Allowing for the Luxury of Time
Overwhelm. Having it all. Working hard, working from home, making dinner, cleaning up, all things entrepreneurial. Podcasts, blog posts, articles about meditation. The strange, thin line that lies between self-employment and unemployment. It's all I think about lately. I told Rob the other day that between blogging and freelance work, I'm making more money than I have in the past, but I feel unsatisfied in some way. Obviously money is not everything, but it is something. Either way, I love what I do but sometimes it feels like something's been missing.
Last week I drove through the city on a weekday morning and felt nothing but jealousy as I saw women in pencil skirts walking down the sidewalk together, with bags on their arms and Starbucks cups in their hands. And yet, when that was me, I dreamed of working for myself--of a big white desk in my apartment and a life where I got eight hours of sleep and cooked and made it to they gym every day no matter what. The grass is greener on the other side, some say; and others tell you that no, the grass is greener where you water it. I have found that both of them are true, but it's impossible to water your own grass when you can't stop staring at the neighbor's.
Here's a thing I've never said before: Sometimes being a lifestyle blogger feels really stupid. You write about everything and in doing that, you're almost always alienating one reader from the others. This person likes you because they want recipes. This person wants you to write. This person wants more style posts! And this person understands why you do sponsored posts, but wishes you wouldn't. And I'm over here, somehow trying to do all of it, but not always doing a very good job at any of it.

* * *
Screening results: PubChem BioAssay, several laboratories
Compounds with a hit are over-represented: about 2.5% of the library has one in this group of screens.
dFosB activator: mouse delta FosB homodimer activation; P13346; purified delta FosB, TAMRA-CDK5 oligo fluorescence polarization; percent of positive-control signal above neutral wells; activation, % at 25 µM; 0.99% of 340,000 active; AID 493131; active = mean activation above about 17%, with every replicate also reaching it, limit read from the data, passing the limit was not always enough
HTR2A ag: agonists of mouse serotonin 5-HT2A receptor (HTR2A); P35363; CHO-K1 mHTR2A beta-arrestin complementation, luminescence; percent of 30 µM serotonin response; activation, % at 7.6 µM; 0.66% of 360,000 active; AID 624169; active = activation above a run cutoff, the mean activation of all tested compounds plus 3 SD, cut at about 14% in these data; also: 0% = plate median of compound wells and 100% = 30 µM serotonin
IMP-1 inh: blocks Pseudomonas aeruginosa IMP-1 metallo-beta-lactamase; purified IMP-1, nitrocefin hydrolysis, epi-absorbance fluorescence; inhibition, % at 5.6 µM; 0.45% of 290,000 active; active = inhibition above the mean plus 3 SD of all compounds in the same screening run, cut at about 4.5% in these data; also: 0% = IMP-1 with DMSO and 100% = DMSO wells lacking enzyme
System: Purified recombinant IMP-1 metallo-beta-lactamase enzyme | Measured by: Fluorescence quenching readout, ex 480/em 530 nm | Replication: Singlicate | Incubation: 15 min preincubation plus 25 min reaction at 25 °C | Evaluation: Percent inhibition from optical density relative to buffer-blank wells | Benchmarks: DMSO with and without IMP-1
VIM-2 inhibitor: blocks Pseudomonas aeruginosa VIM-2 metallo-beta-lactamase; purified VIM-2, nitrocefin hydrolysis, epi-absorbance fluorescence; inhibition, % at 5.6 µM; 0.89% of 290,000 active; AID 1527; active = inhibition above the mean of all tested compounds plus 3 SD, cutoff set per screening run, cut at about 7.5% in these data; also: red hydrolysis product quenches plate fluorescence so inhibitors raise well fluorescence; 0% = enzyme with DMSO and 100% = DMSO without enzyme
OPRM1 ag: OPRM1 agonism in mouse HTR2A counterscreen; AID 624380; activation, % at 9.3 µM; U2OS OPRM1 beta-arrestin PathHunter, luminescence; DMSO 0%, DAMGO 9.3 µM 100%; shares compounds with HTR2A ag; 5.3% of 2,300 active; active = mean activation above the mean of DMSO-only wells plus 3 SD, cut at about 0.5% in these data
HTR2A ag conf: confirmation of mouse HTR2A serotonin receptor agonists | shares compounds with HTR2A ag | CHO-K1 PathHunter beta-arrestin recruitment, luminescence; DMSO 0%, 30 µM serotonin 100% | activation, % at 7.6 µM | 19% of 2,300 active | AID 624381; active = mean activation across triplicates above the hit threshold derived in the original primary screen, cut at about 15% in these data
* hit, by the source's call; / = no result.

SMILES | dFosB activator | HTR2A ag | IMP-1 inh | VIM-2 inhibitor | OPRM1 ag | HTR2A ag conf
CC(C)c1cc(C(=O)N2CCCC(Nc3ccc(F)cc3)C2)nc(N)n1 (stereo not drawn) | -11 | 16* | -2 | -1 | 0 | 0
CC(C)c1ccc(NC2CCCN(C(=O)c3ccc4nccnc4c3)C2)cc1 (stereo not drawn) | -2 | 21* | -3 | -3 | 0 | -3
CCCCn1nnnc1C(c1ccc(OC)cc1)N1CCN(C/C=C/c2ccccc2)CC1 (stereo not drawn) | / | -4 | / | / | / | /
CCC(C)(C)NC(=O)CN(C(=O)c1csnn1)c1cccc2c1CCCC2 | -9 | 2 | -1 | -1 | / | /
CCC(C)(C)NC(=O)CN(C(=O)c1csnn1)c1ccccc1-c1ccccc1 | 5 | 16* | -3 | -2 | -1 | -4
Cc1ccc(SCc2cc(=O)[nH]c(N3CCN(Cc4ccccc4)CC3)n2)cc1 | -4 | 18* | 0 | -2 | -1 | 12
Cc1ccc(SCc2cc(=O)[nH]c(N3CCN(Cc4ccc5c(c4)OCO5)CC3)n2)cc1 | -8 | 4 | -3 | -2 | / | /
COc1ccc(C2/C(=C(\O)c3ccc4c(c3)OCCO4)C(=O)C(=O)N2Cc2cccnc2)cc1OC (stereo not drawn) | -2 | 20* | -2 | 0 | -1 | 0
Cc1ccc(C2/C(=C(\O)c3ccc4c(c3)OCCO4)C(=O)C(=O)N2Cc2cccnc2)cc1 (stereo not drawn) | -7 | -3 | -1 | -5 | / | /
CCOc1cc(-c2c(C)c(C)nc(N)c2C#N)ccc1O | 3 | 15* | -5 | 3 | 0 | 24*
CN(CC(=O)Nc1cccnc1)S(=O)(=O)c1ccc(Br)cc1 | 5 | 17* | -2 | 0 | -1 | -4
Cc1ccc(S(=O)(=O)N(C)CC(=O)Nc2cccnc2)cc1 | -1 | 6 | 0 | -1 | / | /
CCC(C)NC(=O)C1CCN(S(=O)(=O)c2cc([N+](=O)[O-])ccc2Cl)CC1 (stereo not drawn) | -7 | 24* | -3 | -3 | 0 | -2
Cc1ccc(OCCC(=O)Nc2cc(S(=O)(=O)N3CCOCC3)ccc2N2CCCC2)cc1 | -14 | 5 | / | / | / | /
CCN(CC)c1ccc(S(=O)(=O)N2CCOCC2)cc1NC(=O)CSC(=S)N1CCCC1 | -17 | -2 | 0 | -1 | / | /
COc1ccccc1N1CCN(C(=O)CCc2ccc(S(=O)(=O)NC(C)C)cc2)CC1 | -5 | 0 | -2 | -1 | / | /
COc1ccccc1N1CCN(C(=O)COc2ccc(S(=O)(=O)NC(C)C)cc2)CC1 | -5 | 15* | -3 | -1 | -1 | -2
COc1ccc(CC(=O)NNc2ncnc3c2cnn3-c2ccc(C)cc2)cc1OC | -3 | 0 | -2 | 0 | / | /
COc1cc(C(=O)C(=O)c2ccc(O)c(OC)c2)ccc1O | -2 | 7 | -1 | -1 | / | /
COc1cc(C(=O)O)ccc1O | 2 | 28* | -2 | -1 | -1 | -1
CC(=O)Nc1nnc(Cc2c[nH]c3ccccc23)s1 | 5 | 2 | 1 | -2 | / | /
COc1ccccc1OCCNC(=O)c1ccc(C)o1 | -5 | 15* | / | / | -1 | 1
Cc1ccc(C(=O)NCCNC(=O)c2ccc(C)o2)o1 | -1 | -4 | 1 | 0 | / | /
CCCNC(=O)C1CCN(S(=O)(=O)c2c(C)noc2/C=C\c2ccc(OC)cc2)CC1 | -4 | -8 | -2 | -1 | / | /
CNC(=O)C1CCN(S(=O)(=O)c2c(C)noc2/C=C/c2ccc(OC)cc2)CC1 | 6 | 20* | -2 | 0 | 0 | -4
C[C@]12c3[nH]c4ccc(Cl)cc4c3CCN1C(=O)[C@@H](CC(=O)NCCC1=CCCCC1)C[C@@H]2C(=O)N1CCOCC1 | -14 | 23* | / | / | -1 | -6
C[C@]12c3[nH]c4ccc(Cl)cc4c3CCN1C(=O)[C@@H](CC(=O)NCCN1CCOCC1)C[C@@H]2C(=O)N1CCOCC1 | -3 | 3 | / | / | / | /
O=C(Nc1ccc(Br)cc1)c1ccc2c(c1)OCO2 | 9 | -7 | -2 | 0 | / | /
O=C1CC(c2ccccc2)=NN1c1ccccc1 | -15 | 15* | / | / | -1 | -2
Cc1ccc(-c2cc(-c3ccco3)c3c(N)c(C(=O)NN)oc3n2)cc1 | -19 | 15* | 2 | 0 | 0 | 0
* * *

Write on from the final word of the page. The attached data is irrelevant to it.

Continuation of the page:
But Freckled Italian was born out of a desire to write.
And I'm trying to find a way back to that.
I walked along the beach last weekend by myself--barefoot, listening to the waves, waving at black labs and golden retrievers busy chasing frisbees, smiling at young dads up early to set up umbrellas for their new families--and I thought, this is what they're talking about when they say everyone needs time to recharge, reset, reconnect. To stand in shallow water, watching the tide come in. To ignore your phone, leave your laptop at home, and laugh until your sides ache with friends. To have a couple glasses of wine and face your fear of the ocean--to dive under the breaking waves and feel more accomplishment about that simple feat than you have in months. To simply slow down.
I've written about this exact same thing multiple times, but most recently here. I feel like I finally might be getting somewhere. But, like most things in life, it just takes time. And, I guess, a trip to the beach.